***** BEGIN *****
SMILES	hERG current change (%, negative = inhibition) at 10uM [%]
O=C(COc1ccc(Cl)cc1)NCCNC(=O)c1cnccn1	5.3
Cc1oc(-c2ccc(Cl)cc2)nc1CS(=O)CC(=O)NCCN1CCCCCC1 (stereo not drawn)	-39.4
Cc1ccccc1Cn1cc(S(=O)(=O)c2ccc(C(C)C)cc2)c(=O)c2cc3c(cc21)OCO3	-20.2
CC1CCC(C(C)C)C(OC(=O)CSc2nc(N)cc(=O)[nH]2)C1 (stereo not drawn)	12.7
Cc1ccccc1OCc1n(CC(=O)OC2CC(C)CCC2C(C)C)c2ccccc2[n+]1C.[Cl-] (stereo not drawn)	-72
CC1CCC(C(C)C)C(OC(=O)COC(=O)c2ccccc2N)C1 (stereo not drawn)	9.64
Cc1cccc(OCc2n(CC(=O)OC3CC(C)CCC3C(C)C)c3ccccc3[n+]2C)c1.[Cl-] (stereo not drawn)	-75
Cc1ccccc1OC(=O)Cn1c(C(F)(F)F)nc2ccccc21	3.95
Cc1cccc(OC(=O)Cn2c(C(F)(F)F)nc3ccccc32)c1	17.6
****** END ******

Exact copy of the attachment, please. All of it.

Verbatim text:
SMILES	hERG current change (%, negative = inhibition) at 10uM [%]
O=C(COc1ccc(Cl)cc1)NCCNC(=O)c1cnccn1	5.3
Cc1oc(-c2ccc(Cl)cc2)nc1CS(=O)CC(=O)NCCN1CCCCCC1 (stereo not drawn)	-39.4
Cc1ccccc1Cn1cc(S(=O)(=O)c2ccc(C(C)C)cc2)c(=O)c2cc3c(cc21)OCO3	-20.2
CC1CCC(C(C)C)C(OC(=O)CSc2nc(N)cc(=O)[nH]2)C1 (stereo not drawn)	12.7
Cc1ccccc1OCc1n(CC(=O)OC2CC(C)CCC2C(C)C)c2ccccc2[n+]1C.[Cl-] (stereo not drawn)	-72
CC1CCC(C(C)C)C(OC(=O)COC(=O)c2ccccc2N)C1 (stereo not drawn)	9.64
Cc1cccc(OCc2n(CC(=O)OC3CC(C)CCC3C(C)C)c3ccccc3[n+]2C)c1.[Cl-] (stereo not drawn)	-75
Cc1ccccc1OC(=O)Cn1c(C(F)(F)F)nc2ccccc21	3.95
Cc1cccc(OC(=O)Cn2c(C(F)(F)F)nc3ccccc32)c1	17.6